Posts Tagged ‘periodic trends’
We’ve seen that the metal-ligand bond is generally polarized toward the ligand, making it nucleophilic. When a nucleophilic, X-type ligand is positioned cis to an unsaturated ligand in an organometallic complex, an interesting process that looks a bit like nucleophilic addition can occur.
On the whole, the unsaturated ligand appears to insert itself into the M–X bond; hence, the process is called migratory insertion. An open coordination site shows up in the complex, and is typically filled by an added ligand. The open site may appear where the unsaturated ligand was or where the X-type ligand was, depending on which group actually moved (see below). There is no change in oxidation state at the metal (unless the ligand is an alkylidene/alkylidyne), but the total electron count of the complex decreases by two during the actual insertion event—notice in the above example that the complex goes from 18 to 16 total electrons after insertion. A dative ligand comes in to fill that empty coordination site, but stay flexible here: L could be a totally different ligand or a Lewis base in the X-type ligand. L can even be the carbonyl oxygen itself!
We can distinguish between two types of insertions, which differ in the number of atoms in the unsaturated ligand involved in the step. Insertions of CO, carbenes, and other η1 unsaturated ligands are called 1,1-insertions because the X-type ligand moves from its current location on the metal to one spot over, on the atom bound to the metal. η2 ligands like alkenes and alkynes can also participate in migratory insertion; these reactions are called 1,2-insertions because the X-type ligand slides two atoms over, from the metal to the distal atom of the unsaturated ligand.
This is really starting to look like the addition of M and X across a π bond! However, we should take care to distinguish this completely intramolecular process from the attack of a nucleophile or electrophile on a coordinated π system, which is a different beast altogether. Confusingly, chemists often jumble up all of these processes using words like “hydrometalation,” “carbometalation,” “aminometalation,” etc. Another case of big words being used to obscure ignorance! We’ll look at nucleophilic and electrophilic attack on coordinated ligands in separate posts.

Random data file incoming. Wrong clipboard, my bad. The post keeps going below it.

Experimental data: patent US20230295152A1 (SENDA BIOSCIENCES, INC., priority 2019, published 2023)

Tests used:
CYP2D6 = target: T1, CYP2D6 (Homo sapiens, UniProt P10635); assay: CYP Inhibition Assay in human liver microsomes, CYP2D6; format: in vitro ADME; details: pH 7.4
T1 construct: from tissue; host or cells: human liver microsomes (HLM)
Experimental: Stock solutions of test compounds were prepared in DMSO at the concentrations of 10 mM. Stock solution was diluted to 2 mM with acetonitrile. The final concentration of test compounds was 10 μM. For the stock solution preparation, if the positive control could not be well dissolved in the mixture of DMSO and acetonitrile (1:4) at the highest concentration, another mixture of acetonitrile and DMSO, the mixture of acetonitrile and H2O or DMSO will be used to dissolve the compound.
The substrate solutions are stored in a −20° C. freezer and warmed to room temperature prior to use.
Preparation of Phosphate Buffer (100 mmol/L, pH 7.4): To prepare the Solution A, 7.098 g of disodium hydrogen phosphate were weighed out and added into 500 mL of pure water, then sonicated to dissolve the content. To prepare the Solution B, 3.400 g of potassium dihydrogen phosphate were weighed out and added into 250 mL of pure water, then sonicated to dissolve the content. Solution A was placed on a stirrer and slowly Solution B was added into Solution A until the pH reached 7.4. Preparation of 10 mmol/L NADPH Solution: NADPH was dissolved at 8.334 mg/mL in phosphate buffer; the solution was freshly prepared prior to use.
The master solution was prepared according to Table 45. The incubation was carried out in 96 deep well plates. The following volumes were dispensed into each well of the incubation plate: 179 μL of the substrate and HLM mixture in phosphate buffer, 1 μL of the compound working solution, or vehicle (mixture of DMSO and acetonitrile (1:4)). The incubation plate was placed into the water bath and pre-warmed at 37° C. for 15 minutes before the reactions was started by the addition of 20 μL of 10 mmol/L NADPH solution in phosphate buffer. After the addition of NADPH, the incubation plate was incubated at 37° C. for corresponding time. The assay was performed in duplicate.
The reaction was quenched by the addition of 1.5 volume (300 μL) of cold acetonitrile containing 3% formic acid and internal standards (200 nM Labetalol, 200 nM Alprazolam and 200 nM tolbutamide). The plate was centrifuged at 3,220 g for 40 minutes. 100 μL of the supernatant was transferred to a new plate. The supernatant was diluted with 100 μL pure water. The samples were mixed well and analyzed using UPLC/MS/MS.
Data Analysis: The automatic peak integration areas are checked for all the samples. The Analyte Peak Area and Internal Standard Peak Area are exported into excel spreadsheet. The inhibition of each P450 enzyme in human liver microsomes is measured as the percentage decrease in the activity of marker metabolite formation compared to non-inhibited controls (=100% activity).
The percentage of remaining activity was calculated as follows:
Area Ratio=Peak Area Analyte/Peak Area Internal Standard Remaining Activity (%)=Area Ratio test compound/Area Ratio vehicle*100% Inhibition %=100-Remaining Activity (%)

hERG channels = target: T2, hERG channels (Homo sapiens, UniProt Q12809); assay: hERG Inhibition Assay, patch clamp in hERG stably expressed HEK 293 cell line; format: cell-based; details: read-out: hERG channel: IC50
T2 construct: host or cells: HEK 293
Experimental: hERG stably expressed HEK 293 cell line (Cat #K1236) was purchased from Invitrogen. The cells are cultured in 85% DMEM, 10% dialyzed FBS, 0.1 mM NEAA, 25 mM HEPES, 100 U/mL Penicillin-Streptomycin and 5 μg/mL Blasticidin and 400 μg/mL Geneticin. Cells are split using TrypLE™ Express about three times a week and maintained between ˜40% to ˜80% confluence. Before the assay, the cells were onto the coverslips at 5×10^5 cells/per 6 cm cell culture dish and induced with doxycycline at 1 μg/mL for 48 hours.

Periodic trends play a huge role in organic chemistry. Regular changes in electronegativity, atomic size, ionization energy, and other variables across the periodic table allow us to make systematic predictions about the behavior of similar compounds. Of course, the same is true for organometallic complexes! With a firm grip on the periodic trends of the transition metals, we can begin to make comparisons between complexes we’re familiar with and those we’ve never seen before. Periodic trends essentially provide an exponential increase in predictive power. In this post, we’ll hit on the major periodic trends of the transition metals and discuss a few examples for which these trends can be handy.
Before beginning, a couple of caveats are in order. First of all, many of the trends across the transition series are not perfectly regular. Hartwig wisely advises that one should consider the transition series in blocks instead of as a whole when considering periodic trends. For instance, general increases in a quantity may be punctuated by sudden decreases; in such a case, we may say that the quantity increases generally, but definite conclusions are only possible when the metals under comparison are close to one another in the periodic table (and we need to be careful about unexpected jumps). Secondly, periodic trends are significantly affected by the identity of ligands and the oxidation state of the metal center, so comparisons need to be appropriately controlled. Using periodic trends to compare a Pd(II) complex and a Ru(III) complex is largely an exercise in futility, but comparing Pt(II) and Pd(II) complexes with similar ligand sets is reasonable. Keep these ideas in mind to avoid spinning your wheels unnecessarily! Alright, let’s dive in… Read the rest of this entry »